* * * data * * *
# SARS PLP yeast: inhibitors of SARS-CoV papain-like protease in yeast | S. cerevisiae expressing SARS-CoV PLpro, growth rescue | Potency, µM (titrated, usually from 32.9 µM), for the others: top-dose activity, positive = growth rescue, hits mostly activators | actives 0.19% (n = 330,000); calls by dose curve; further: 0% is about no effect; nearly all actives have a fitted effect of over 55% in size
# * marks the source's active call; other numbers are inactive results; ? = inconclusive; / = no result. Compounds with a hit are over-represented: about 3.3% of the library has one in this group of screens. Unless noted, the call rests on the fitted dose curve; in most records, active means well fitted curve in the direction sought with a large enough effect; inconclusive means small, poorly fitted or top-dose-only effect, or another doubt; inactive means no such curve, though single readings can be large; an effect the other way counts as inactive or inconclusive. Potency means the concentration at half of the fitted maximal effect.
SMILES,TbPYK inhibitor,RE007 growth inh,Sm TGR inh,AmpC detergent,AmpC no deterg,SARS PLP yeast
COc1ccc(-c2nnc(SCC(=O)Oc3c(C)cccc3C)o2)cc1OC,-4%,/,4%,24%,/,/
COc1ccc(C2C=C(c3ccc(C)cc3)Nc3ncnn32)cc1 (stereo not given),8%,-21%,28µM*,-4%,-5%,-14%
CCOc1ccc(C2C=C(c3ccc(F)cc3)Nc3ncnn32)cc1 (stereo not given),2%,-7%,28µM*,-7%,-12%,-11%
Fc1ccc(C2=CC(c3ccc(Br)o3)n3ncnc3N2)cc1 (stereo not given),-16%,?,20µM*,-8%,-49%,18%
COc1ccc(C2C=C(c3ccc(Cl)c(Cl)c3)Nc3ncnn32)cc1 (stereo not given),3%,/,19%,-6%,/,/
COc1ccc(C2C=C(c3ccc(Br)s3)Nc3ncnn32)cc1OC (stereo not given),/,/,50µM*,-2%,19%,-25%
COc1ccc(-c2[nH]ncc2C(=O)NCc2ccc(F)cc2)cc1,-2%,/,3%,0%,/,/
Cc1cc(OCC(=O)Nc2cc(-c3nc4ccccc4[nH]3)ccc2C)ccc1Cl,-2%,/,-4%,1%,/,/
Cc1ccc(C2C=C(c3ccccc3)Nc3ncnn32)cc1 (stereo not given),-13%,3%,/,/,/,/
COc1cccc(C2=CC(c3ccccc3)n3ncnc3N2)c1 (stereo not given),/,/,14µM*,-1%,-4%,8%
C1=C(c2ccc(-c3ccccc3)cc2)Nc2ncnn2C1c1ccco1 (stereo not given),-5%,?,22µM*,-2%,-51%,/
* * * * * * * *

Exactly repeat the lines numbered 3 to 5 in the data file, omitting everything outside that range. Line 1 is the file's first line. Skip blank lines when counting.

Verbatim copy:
SMILES,TbPYK inhibitor,RE007 growth inh,Sm TGR inh,AmpC detergent,AmpC no deterg,SARS PLP yeast
COc1ccc(-c2nnc(SCC(=O)Oc3c(C)cccc3C)o2)cc1OC,-4%,/,4%,24%,/,/
COc1ccc(C2C=C(c3ccc(C)cc3)Nc3ncnn32)cc1 (stereo not given),8%,-21%,28µM*,-4%,-5%,-14%